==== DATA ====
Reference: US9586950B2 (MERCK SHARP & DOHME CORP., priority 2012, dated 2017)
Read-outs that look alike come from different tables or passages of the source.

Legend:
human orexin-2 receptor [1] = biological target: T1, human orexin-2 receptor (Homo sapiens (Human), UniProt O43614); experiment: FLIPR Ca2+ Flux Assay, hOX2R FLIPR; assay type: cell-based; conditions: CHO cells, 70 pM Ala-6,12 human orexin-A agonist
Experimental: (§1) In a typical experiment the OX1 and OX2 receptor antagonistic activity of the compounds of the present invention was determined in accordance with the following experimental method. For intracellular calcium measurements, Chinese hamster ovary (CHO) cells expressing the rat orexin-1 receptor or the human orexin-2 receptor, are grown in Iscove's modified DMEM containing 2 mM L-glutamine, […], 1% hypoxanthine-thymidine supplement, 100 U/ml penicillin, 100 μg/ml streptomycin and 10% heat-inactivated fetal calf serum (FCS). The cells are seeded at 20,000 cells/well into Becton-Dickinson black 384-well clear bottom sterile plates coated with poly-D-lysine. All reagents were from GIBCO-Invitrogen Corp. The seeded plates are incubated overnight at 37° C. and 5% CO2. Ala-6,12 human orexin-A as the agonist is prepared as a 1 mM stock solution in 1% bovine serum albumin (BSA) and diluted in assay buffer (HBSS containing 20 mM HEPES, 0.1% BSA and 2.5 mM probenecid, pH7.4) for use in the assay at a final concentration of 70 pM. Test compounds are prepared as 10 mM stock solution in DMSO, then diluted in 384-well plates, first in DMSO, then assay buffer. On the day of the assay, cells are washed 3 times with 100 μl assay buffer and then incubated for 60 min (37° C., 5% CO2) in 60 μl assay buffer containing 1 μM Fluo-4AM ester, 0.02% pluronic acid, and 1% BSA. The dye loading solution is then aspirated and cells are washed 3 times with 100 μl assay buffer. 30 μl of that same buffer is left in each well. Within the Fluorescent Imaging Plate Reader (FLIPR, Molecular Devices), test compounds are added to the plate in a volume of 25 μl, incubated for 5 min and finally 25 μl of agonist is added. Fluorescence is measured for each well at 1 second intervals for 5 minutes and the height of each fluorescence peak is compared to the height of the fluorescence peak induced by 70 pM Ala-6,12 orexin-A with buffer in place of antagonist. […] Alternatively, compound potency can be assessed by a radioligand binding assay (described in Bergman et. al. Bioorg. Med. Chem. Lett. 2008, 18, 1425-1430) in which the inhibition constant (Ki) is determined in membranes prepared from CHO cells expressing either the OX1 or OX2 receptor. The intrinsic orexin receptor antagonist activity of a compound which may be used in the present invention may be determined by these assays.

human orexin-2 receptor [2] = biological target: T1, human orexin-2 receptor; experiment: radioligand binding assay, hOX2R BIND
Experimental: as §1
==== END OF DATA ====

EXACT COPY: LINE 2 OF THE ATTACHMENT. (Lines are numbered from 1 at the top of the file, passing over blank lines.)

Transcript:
Read-outs that look alike come from different tables or passages of the source.